Aviation and hypoxia

HPRC Fitness Arena: Environment, Total Force Fitness
Filed under: Aviation, Flight, Hypoxia
Hypoxia in aviation is a real threat. Learn the signs and symptoms to recognize it.

Hypoxia, or insufficient oxygen supply to the body, is a stress factor associated with high altitude in aviation. It’s caused by low oxygen levels and decreases in partial pressure. Flight above 10,000 feet is dangerous and restricted without supplemental oxygen, and even the best oxygen and pressurization systems fail sometimes. Above 10,000 feet, an aviator’s “Time of Useful Consciousness” (TUC) begins; this means that you’re going to start having problems focusing, reacting, and making decisions. At 15,000 feet your TUC is around 30 minutes, at which point you’re more likely to be unconscious than not. At 22,000 feet it’s only 5–10 minutes, and by 28,000 feet it can be as fast as 3 minutes! Look out for these signs (what you can see in somebody else) and symptoms (what you can notice in your own body):

  • Cyanosis (bluing of the fingertips or lips)
  • Headache
  • Decreased reaction time
  • Impaired judgment
  • Unexplained happiness/euphoria
  • Visual impairment
  • Drowsiness
  • Lightheaded or dizzy sensation
  • Tingling in fingers and toes
  • Numbness

If you notice any of these signs or symptoms, remember to find the emergency oxygen, use it, and land safely!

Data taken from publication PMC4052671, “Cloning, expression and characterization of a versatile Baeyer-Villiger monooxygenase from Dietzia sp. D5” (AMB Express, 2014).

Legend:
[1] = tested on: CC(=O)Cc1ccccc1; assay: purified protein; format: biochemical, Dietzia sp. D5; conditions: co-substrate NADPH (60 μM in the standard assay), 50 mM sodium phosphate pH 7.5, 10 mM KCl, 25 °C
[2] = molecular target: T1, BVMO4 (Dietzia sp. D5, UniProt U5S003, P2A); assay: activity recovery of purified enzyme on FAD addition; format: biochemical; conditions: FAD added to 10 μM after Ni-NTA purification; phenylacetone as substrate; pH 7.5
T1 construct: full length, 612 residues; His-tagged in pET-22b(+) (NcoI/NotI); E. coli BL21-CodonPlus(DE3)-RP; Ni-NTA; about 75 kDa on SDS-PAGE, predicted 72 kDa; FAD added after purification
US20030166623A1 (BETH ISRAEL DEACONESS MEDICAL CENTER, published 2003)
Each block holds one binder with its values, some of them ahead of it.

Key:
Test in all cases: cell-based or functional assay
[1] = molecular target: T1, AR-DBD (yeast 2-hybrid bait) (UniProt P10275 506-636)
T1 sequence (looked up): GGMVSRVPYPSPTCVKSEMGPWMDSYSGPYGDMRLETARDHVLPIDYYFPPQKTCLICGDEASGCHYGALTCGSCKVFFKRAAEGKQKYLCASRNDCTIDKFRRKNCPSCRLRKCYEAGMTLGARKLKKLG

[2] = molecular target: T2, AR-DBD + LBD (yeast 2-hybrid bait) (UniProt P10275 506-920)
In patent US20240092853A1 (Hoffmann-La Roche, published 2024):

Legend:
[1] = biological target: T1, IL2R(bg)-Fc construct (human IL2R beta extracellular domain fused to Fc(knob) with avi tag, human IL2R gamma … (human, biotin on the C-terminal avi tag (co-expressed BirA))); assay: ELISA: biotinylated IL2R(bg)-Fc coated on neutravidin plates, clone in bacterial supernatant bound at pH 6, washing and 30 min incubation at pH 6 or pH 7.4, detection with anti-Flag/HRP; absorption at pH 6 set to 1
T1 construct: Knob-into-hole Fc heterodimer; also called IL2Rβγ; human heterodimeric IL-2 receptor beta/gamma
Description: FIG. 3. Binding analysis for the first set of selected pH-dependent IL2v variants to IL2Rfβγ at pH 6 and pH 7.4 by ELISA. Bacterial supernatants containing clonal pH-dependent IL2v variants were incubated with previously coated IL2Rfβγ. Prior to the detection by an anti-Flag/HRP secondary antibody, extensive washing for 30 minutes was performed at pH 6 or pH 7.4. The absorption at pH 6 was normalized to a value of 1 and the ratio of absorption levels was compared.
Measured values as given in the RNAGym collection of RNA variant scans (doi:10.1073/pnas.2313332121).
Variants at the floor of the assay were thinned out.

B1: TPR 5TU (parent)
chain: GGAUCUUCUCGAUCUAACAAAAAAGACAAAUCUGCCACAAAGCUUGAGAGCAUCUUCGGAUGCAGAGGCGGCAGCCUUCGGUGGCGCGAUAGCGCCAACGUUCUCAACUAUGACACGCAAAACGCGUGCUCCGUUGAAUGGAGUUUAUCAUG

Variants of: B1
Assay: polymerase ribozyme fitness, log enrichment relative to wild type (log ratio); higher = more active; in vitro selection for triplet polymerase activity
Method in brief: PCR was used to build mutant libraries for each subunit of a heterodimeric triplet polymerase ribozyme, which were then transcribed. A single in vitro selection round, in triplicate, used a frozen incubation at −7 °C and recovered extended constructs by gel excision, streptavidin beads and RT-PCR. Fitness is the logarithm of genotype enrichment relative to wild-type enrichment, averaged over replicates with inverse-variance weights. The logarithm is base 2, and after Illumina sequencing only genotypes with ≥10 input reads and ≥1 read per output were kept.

What should I look for in sports drinks?

Sports drinks are popular products for fueling and hydration during workouts. Learn about what your sports drink should contain and how they stack up to nutrient recommendations for performance.

Sports drinks that contain electrolytes and carbohydrates can be essential to performance by replenishing what is lost during activity, mostly through sweat. For activities less than 60 minutes, water is the best drink to replace lost fluids. If your exercise session or mission exceeds 60 minutes, then sports drinks can be helpful. Follow HPRC’s guidelines for maintaining important nutrients such as fluid, carbohydrates, sodium, and potassium during activity to keep well hydrated and on top of your game. Read more here.

Can meditation boost your immune system?

HPRC Fitness Arena: Mind Tactics, Total Force Fitness